UAV Research Projects

The Beaver Works Unmanned Aerial Systems Center has a robust set of joint research projects in collaboration with the Departments of Aeronautics and Astronautics, Electrical Engineering and Computer Science, and Computer Science and Artificial Intelligence Laboratory (CSAIL). These projects challenge students to design, fabricate, test, and fly new systems that push the boundaries of unmanned vehicles and missions.

Current Projects

Query-Driven Scouts (June 2012 - Jan. 2015)

Lincoln Laboratory - Kevin Cohen
MIT - Brian Williams

Working with Eric Timmons and James Paterson on developing a framework and test bed for investigating advanced options to dynamically control multiple unmanned vehicles for surveillance missions.  The simulation environment allows control of multiple unmanned aerial vehicles as they execute search patterns.

Robust Communication and Control (Jan. 2013 - Jan. 2015)

Lincoln Laboratory - Tim Gallagher
MIT - Dina Katabi, Daniela Rus

Working with Stephanie Gill and Swarun Kumar in exploring advanced dynamic protocols and navigation algorithms to maintain coordination between multiple vehicles operating in uncertain environments. Developed a communication and control framework to position a team of UAV routers to satisfy the communication requirements of the mission taken by independent client robots. The controller is centralized and hence requires full connectivity of the network.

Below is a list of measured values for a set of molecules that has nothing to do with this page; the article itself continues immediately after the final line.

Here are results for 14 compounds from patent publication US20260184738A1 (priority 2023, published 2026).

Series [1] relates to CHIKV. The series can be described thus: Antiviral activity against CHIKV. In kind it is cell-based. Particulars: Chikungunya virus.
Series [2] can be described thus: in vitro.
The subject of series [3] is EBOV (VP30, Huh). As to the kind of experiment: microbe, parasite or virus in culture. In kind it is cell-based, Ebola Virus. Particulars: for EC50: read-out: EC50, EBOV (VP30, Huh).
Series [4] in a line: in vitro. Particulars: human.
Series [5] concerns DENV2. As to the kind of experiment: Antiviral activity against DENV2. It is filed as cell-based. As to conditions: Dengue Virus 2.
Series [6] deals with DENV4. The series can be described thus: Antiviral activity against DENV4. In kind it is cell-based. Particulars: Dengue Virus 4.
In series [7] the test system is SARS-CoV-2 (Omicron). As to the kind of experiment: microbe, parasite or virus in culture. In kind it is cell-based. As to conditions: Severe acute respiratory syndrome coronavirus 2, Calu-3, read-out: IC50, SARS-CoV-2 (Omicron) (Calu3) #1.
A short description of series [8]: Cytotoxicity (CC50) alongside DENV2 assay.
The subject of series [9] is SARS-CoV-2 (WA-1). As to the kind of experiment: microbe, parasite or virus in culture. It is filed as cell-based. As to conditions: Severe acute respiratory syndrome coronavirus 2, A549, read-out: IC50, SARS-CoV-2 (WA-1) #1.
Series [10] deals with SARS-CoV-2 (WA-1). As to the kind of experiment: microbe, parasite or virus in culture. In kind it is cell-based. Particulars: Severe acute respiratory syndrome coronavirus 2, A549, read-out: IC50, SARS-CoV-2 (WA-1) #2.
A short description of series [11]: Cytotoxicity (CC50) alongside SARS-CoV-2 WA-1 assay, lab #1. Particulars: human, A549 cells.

Scalable Aircraft Design and Manufacturing (Nov. 2013 - Oct. 2014)

Lincoln Laboratory - Kevin Cohen
MIT - John Hansman

Tony Tao and Libby Jones are exploring flexible aircraft design, developing an architecture to reduce development time and cost through common tooling, interconnects, and broad-range performance estimates.  Exploring innovative technologies for improved aerodynamic, propulsion, manufacturability, and modularity.

National Airspace Integration (Sept. 2013 - May 2014)

Lincoln Laboratory - Jim Kuchar
MIT - Nancy Leveson

Kip Johnson is working on developing more comprehensive safety control architectures leveraging human-centered design for incremental integration of unmanned  systems into the national airspace. The use of STAMP, STPA, and development of systems-theoretic human-automation safety ontologies will provide a more complete analytical framework to safely develop and operate this complex integrated system.



Past Projects


Persistent Autonomous UAV System Development (2010 - 2011)

Lincoln Laboratory - Kevin Cohen
MIT - John How, John Hansman

The goal of Josiah’s research was to design, build, and test a novel unmanned aerial vehicle design to capable of persistent autonomous operations. Objectives included takeoff and recovery from diverse terrain, sufficient wing area for continuous daytime flight with solar cells, robustness to environmental perturbations such as wind gusts, man-portable vehicle, all with minimal ground infrastructure.